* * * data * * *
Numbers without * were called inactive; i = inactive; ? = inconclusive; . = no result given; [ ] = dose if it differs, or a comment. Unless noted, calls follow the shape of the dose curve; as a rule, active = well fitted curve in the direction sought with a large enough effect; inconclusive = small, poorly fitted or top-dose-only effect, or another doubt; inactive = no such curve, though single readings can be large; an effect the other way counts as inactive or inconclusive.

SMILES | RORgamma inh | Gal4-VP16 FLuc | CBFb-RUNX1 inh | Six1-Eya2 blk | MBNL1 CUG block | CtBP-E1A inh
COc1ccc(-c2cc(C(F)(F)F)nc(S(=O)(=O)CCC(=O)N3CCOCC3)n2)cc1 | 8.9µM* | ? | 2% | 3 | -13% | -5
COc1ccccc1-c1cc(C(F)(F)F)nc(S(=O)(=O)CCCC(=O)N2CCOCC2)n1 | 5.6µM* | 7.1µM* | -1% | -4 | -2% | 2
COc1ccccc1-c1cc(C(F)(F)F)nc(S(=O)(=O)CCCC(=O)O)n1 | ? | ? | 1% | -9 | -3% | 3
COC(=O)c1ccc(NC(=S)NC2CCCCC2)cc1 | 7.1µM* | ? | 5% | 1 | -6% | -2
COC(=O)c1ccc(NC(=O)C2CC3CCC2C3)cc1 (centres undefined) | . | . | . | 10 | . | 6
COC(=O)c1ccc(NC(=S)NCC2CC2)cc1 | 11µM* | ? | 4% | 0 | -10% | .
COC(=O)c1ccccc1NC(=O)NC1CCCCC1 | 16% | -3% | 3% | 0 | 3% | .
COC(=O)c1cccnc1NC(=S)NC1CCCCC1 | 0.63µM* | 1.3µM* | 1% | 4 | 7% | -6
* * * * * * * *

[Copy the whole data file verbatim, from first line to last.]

Numbers without * were called inactive; i = inactive; ? = inconclusive; . = no result given; [ ] = dose if it differs, or a comment. Unless noted, calls follow the shape of the dose curve; as a rule, active = well fitted curve in the direction sought with a large enough effect; inconclusive = small, poorly fitted or top-dose-only effect, or another doubt; inactive = no such curve, though single readings can be large; an effect the other way counts as inactive or inconclusive.

SMILES | RORgamma inh | Gal4-VP16 FLuc | CBFb-RUNX1 inh | Six1-Eya2 blk | MBNL1 CUG block | CtBP-E1A inh
COc1ccc(-c2cc(C(F)(F)F)nc(S(=O)(=O)CCC(=O)N3CCOCC3)n2)cc1 | 8.9µM* | ? | 2% | 3 | -13% | -5
COc1ccccc1-c1cc(C(F)(F)F)nc(S(=O)(=O)CCCC(=O)N2CCOCC2)n1 | 5.6µM* | 7.1µM* | -1% | -4 | -2% | 2
COc1ccccc1-c1cc(C(F)(F)F)nc(S(=O)(=O)CCCC(=O)O)n1 | ? | ? | 1% | -9 | -3% | 3
COC(=O)c1ccc(NC(=S)NC2CCCCC2)cc1 | 7.1µM* | ? | 5% | 1 | -6% | -2
COC(=O)c1ccc(NC(=O)C2CC3CCC2C3)cc1 (centres undefined) | . | . | . | 10 | . | 6
COC(=O)c1ccc(NC(=S)NCC2CC2)cc1 | 11µM* | ? | 4% | 0 | -10% | .
COC(=O)c1ccccc1NC(=O)NC1CCCCC1 | 16% | -3% | 3% | 0 | 3% | .
COC(=O)c1cccnc1NC(=S)NC1CCCCC1 | 0.63µM* | 1.3µM* | 1% | 4 | 7% | -6